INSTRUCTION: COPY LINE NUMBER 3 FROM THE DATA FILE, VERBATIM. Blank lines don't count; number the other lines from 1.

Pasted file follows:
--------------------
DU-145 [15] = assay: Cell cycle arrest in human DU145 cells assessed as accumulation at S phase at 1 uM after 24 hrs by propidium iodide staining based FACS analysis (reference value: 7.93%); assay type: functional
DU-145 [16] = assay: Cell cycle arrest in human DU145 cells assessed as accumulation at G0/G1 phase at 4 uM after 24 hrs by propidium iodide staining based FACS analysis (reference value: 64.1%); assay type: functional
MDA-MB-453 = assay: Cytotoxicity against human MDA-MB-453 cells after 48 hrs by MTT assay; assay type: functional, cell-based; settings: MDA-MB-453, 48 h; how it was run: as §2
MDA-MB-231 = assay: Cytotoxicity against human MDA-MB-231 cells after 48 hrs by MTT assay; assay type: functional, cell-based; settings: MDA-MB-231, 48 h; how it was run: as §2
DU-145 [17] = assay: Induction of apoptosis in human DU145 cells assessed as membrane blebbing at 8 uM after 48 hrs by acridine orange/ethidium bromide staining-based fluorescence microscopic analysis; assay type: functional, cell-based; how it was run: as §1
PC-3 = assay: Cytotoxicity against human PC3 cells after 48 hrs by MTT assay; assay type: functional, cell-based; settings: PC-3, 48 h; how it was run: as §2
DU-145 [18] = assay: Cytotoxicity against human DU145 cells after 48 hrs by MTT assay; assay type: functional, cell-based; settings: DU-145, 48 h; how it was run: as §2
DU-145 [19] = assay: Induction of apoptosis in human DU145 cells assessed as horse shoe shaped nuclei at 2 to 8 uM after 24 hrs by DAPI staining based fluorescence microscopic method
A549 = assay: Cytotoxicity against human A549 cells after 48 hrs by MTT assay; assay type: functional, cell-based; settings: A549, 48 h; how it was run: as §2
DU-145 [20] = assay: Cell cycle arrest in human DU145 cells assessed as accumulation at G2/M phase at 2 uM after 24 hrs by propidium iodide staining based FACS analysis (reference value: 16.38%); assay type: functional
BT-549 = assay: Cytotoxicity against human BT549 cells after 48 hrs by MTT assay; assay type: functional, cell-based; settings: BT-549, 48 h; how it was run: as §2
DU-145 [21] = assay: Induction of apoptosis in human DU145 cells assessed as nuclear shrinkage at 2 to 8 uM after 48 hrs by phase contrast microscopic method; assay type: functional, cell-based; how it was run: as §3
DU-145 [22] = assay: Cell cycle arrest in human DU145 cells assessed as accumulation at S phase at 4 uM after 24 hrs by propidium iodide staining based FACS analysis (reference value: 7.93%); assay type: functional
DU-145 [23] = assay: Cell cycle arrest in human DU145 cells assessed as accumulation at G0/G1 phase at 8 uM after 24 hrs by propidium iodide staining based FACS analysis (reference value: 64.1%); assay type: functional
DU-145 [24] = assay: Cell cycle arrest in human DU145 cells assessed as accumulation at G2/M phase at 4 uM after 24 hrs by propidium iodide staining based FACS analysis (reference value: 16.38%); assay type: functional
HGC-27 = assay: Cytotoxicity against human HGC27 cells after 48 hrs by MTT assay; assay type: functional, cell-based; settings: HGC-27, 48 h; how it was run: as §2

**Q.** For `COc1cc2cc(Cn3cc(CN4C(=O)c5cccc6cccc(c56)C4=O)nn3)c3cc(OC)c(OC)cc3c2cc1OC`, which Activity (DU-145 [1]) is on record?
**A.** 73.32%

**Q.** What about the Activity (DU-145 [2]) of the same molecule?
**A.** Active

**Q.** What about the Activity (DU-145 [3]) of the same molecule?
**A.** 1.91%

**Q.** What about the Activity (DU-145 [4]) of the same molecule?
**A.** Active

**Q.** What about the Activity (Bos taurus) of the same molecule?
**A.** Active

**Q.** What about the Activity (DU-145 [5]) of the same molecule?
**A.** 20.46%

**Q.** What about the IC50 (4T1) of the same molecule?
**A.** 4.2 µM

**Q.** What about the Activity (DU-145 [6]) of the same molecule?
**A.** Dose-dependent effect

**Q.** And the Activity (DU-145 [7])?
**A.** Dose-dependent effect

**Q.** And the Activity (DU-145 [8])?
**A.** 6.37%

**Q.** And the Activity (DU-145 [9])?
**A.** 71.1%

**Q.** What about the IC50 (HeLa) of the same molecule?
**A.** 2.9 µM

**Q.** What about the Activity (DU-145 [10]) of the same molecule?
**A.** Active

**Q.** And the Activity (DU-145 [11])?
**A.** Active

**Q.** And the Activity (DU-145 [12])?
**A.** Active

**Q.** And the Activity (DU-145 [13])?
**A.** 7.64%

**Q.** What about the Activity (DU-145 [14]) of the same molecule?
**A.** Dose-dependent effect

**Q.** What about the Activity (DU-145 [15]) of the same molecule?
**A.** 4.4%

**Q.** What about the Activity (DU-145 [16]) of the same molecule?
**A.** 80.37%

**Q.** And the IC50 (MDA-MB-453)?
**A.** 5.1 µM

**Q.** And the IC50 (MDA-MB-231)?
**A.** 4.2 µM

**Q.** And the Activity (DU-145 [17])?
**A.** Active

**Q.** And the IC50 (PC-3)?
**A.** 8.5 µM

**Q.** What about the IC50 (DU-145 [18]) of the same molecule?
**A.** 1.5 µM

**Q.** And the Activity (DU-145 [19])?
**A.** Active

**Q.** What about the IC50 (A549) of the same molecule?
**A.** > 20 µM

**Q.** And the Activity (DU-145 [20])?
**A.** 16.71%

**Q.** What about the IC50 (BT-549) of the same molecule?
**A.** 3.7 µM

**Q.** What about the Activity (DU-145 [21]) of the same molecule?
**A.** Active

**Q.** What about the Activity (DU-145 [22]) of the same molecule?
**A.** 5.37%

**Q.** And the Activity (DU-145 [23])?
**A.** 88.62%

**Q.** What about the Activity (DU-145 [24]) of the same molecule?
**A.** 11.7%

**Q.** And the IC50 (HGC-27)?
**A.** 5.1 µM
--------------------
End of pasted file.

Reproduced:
MDA-MB-453 = assay: Cytotoxicity against human MDA-MB-453 cells after 48 hrs by MTT assay; assay type: functional, cell-based; settings: MDA-MB-453, 48 h; how it was run: as §2